Rene Cuperus examines competing opinions within the Netherlands over the country’s approach to European integration. He argues that Dutch interests are balanced between those who look to Germany for inspiration, and those who favour a more ‘British’ approach which prioritises looser trade-oriented policies over closer political integration.
A few weeks ago, I participated in the German-Dutch Forum in Berlin, capital of Europe. The topic was the future of European integration. The forum is not world famous, but it may be the most effective diplomatic instrument of Dutch foreign policy, where, once a year, German and Dutch politico-academic-business delegations debate hot political topics of mutual interest. After all, the key for Europe’s future lies in Germany. Timothy Garton Ash described the actual orientation of the European Union quite exactly, and with a nod to Thomas Mann, as: ‘eineuropäisches Deutschland in einemdeutschen Europa’ (a European Germany within a German Europe).
My thesis in Berlin was the following: only when Germany, supported by its partner member states, can find a wise and sustainable balance between the two notions of a European Germany and a German Europe, can the EU survive and flourish. This implies that Germany should not become ’too European’, nor Europe ‘too German’. Germany, on the one hand, should not become too European: i.e. it should not orientate too far beyond its own national society. Such a move could put serious pressure on the domestic situation, on the German social market economy and its fragile post-war party democracy. Already now, in a flourishing German economy, alarming studies have revealed the squeezed position of the German middleclass in a globalised and polarised world order. The resonance of Thilo Sarrazin’s books on immigration and the euro may be just the tip of the iceberg of populist discontent, which is lurking under the surface of German society.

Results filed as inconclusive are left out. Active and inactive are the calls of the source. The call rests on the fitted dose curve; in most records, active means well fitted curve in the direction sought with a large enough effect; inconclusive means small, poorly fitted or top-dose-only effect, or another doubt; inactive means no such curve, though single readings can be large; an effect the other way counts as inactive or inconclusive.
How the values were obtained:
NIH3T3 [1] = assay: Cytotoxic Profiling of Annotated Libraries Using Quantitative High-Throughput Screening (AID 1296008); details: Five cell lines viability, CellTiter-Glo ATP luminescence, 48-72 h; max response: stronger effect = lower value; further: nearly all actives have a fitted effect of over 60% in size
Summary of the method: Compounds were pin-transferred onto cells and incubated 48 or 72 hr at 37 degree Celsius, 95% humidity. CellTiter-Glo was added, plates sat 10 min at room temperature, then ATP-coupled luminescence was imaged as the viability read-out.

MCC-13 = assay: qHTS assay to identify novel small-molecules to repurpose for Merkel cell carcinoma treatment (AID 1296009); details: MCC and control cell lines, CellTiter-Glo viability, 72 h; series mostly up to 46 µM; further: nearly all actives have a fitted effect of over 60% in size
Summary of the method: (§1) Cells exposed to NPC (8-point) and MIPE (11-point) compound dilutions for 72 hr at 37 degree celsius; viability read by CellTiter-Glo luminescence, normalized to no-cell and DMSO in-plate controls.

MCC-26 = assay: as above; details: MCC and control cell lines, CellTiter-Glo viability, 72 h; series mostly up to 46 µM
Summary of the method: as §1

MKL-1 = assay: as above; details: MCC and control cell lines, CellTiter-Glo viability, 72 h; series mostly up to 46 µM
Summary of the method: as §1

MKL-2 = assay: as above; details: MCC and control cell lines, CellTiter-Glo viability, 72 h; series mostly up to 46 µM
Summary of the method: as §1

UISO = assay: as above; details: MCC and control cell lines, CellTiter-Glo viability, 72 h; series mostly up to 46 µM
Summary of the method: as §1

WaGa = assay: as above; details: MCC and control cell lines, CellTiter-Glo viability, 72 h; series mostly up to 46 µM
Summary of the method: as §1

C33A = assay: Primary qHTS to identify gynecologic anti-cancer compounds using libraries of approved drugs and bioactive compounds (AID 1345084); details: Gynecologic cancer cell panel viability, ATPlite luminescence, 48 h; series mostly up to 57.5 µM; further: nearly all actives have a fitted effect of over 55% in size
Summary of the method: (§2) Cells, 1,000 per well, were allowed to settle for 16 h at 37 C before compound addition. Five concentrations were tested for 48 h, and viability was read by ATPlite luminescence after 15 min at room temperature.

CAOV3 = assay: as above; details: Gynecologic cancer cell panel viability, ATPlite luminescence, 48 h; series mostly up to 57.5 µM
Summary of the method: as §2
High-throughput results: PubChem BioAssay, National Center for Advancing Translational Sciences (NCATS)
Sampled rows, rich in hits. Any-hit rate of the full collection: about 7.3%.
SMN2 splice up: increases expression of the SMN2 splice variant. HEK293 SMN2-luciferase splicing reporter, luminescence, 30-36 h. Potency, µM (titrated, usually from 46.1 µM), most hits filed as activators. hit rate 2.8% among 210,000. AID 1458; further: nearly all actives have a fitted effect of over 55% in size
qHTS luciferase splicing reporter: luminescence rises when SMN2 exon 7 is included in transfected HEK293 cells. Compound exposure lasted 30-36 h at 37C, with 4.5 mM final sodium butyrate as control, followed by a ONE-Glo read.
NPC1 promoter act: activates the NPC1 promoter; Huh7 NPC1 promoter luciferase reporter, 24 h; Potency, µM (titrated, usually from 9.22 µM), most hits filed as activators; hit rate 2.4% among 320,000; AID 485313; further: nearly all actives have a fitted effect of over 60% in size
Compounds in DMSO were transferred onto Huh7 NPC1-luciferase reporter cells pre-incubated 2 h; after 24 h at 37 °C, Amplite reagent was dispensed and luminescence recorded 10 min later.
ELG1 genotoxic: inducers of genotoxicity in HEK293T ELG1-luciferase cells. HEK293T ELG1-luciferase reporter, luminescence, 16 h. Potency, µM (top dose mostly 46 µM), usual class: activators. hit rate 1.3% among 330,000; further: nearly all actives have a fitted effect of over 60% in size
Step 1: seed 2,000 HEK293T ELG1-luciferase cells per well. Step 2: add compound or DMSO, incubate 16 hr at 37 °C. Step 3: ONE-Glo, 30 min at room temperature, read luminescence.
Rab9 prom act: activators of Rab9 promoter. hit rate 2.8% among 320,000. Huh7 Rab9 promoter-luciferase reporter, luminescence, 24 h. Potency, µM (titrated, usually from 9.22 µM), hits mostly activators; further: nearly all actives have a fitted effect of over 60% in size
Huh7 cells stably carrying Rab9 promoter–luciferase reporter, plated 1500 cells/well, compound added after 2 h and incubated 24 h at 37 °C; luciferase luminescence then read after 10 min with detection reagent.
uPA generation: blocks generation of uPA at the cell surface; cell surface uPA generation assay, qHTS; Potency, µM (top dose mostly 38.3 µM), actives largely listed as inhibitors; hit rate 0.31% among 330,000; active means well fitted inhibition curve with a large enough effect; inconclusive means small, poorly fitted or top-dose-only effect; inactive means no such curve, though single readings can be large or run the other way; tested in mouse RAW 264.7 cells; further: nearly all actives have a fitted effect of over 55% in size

A report just published by the Friedrich Ebert Stiftung about the breakdown of the German middleclass and its growing right-extremist convictions, points to alarm and vigilance, even when recognising the exemplary ‘Vergangenheitsbewältiging’ (dealings with the past) of post-war Germany. The good luck of contemporary Germany (and Europe) is that the German economy is still relatively booming because of the demand for Mercedes and BMWs among the upcoming Asian middle classes. But the construction of the EU and the eurozone must also be able to survive bad economic and social weather in Germany; it will need to be sustainable in the long run.
At the same time, Europe cannot become too German either. The warning by former Chancellor Helmut Schmidt that national superiority premonitions should never return to Germany must be taken very seriously. The same applies to the perspective given by the other great former Chancellor Willy Brandt: ‘Germany should always remain a people of good neighbours’. And a neighbour country such as the Netherlands should help Germany in doing so. For this, the German-Dutch Forum is an important meeting.
Nevertheless, a question that is becoming more and more pressing for the Netherlands is how will they react to a possible ‘’in or out’ referendum in the UK? What would the Dutch position be regarding a British exit from the European Union? Here, Dutch interests, convictions and sentiments collide and clash. On the one hand, the Dutch cherish their economic connections with the German economy, and their mutual Triple A-bonds of good economic governance. On the other hand, the Dutch favour a certain Anglo-Saxon transatlantic distance to the European continent, both culturally and economically. Especially in corporate multinational circles, the Anglo-Saxon free-market philosophy is embraced, as well as liberal anti-statism.